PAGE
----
This is because SaaS companies spend more money acquiring a customer than they earn in the first month or even the first several months. In fact, global benchmarks show that an average SaaS company (with $10M of revenue) requires 12 months to recoup acquisition costs, resulting in a short term cash dip, as shown in image 2.

The time to recoup the cost of acquiring a new customer is called CAC Payback, and we have written several interesting articles on this topic. Click here to read more. 

IMAGE 2: Cash Burn of Acquiring a Single Customer

What are the benchmarks and how much cash do SaaS companies burn?

The tables below show the average cash burn rate and headcount for SaaS companies by size in 2021 and 2022. Find the column which represents your revenue. The number in the middle represents the average, while the numbers in brackets show the lowest quartile and the highest quartile. As an example, an average company generating $15M in ARR, would burn $375k per month in 2021. By 2022, this will have increased to $625k.

In 2022, we see a significant increase in the burn rate for larger SaaS companies. Smaller companies are burning at the same rate (those with $<1M) or less (those with $2-10M).

The time to recoup the cost of acquiring a new customer is called CAC Payback, and we have written several interesting articles on this topic. Click here to read more.

2022 cash burn rate by company size

Cashburn 2

This data is from the largest global benchmarking study, based on input from over 3000 companies and provided by OpenView VC in the USA.

Is cash burn different in the USA and Europe?

Cash burn table benchmark

Are there any UK specific cash burn benchmarks?

UK SaaS benchmarks are virtually non-existent; something we intend to change over time. If you have any interest in UK specific benchmarks, just drop us a note here:    In the meantime, you can read more about other key metrics in times of uncertainty in this earlier blog.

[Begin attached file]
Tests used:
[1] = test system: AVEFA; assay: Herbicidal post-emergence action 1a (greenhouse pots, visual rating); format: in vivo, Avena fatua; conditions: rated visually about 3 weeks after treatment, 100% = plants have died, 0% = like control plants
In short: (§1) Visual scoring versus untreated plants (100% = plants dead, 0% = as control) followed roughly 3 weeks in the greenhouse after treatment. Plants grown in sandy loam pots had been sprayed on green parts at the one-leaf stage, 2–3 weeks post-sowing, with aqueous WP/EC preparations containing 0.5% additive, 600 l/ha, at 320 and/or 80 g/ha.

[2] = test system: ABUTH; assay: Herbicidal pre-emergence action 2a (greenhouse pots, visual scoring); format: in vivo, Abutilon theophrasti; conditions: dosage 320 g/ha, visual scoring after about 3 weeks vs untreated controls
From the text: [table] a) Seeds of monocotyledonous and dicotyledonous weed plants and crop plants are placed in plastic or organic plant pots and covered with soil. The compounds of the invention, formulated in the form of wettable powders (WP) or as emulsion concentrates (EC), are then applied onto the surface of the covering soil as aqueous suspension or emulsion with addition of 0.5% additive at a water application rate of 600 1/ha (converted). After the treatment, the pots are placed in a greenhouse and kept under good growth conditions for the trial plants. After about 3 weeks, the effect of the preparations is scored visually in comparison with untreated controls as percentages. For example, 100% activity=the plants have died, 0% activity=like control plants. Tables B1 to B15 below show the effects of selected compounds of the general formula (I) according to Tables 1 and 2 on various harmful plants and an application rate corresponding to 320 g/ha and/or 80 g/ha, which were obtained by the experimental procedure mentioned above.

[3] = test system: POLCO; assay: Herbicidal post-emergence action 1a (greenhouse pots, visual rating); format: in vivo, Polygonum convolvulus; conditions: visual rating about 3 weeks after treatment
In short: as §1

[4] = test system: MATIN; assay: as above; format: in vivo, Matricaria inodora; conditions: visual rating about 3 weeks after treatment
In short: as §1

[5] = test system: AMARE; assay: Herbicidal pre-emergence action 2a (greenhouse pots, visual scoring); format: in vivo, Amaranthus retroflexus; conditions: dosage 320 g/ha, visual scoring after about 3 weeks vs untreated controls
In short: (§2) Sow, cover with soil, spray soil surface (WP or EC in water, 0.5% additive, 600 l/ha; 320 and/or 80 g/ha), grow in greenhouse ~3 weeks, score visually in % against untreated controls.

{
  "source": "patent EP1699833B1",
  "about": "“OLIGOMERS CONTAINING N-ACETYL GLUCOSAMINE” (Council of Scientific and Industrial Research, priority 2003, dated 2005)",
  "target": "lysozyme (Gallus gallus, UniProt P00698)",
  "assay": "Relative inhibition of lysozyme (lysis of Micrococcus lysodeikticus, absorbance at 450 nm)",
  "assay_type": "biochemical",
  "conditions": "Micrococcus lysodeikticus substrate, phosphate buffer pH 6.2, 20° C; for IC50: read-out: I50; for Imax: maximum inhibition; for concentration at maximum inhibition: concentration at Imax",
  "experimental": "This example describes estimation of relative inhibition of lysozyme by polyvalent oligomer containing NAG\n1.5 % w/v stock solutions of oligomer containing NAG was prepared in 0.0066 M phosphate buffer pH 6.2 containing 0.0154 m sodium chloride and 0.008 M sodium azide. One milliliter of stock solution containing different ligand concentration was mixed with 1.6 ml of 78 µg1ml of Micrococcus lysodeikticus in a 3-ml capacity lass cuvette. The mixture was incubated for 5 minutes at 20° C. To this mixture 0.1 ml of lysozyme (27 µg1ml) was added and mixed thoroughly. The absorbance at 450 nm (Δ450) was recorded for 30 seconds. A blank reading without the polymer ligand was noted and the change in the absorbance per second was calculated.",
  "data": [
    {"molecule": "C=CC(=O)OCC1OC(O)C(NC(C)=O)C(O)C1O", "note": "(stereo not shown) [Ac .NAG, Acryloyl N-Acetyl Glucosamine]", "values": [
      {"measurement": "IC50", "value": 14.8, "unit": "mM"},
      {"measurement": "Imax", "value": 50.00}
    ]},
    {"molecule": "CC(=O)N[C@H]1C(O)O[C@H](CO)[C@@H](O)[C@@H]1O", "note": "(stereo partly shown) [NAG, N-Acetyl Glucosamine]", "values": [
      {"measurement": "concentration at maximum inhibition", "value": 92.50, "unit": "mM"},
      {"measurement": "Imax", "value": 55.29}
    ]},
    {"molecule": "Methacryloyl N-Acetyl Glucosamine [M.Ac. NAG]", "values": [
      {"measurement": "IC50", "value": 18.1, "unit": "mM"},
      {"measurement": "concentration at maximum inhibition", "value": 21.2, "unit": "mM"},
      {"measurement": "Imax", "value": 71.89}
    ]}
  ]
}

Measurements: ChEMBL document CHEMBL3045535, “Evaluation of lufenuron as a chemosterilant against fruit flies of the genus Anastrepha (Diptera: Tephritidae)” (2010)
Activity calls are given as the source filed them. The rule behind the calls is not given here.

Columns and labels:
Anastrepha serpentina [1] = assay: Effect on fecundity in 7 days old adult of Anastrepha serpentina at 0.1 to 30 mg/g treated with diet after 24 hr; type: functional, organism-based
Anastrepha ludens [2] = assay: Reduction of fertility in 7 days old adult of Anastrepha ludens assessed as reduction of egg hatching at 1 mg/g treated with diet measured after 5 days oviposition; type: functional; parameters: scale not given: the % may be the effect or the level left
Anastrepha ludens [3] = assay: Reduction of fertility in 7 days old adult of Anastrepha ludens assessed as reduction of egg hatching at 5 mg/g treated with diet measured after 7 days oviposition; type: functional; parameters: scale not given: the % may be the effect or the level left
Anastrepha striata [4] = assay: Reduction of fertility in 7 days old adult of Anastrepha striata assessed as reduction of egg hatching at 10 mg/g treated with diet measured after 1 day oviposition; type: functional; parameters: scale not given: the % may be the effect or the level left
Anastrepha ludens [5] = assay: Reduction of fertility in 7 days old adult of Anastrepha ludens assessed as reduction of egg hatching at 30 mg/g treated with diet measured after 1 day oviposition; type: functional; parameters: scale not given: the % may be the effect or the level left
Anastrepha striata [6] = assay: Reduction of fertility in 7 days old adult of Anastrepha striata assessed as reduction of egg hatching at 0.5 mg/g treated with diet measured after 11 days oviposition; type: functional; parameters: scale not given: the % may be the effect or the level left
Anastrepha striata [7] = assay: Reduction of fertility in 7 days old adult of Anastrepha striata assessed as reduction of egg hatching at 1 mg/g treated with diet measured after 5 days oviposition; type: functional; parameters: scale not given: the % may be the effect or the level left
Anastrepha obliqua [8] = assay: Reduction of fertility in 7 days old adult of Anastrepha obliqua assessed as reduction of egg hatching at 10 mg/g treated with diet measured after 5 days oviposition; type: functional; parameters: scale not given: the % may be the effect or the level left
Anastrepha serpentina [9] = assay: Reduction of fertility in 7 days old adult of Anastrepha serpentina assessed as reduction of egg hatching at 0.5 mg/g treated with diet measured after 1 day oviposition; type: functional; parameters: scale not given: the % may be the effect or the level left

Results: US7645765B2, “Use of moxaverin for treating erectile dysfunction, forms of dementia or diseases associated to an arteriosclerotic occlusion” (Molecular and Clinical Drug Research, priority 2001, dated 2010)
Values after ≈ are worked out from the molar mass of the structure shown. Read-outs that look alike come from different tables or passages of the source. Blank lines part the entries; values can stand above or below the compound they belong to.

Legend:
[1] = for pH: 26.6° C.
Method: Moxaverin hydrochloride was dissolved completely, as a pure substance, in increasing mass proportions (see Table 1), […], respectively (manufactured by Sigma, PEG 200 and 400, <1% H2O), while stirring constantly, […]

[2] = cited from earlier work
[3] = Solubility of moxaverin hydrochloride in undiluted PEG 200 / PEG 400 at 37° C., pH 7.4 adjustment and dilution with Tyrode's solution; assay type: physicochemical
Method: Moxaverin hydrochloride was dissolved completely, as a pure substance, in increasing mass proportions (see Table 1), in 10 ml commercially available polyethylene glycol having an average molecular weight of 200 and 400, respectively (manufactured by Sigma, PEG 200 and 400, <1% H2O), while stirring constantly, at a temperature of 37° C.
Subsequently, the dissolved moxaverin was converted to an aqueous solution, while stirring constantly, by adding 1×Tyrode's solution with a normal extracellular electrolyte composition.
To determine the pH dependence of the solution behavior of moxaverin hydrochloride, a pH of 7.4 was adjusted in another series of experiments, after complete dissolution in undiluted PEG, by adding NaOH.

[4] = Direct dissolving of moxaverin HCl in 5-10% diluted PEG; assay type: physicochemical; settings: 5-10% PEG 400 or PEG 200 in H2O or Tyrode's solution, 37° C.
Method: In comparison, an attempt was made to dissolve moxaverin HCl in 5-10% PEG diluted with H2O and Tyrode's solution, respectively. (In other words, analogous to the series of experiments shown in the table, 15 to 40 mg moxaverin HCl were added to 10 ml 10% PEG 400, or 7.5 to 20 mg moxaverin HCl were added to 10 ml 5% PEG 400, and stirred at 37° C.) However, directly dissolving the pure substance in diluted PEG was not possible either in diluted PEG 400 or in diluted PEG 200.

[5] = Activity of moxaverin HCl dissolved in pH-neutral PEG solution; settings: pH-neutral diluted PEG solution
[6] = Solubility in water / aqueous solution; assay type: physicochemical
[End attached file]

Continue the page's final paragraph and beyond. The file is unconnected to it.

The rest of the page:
So what does this mean for you? What can you expect in 2023?

SaaS benchmarks are prevalent in the USA but, sadly, less so in the UK and Europe. The best data that we can find suggests that European SaaS companies generate similar losses in the early stages of growth but generate smaller losses as they grow.

In the second half of 2022, tech companies were hit by significant decreases in their valuation, driven by the huge declines in big tech (Amazon, Tesla, Meta), higher inflation, increases in interest rates.

Focus has shifted from “growth at any cost” to reducing burn and even lay-offs. Surveys of USA-based venture capital funded companies in Q1 2022 showed that the majority (56%) planned to increase headcount by 40%. Six months later, in Q3 2022, only 18% planned to continue hiring at this pace.

Our expectation is that the average monthly burn rate for most SaaS companies will fall below the levels of 2021, perhaps by as much as 35%. If you have just completed a funding round, drop a comment below to share your experiences. How did you find the market? Any advice for others? How have valuations changed in the last few months.

ScaleXP provides SaaS companies with a market-leading, fully automated view of all their key metrics, including those most vital to investors in 2023. By connecting with both your accounting data and your CRM platform, our solution empowers you to track benchmarks and measure performance with unparalleled ease.

If you’re ready to take your metrics tracking and benchmarking to new heights, click here to get started with ScaleXP. Enhance your company’s data-driven decision-making and stay at the forefront of the curve with ScaleXP.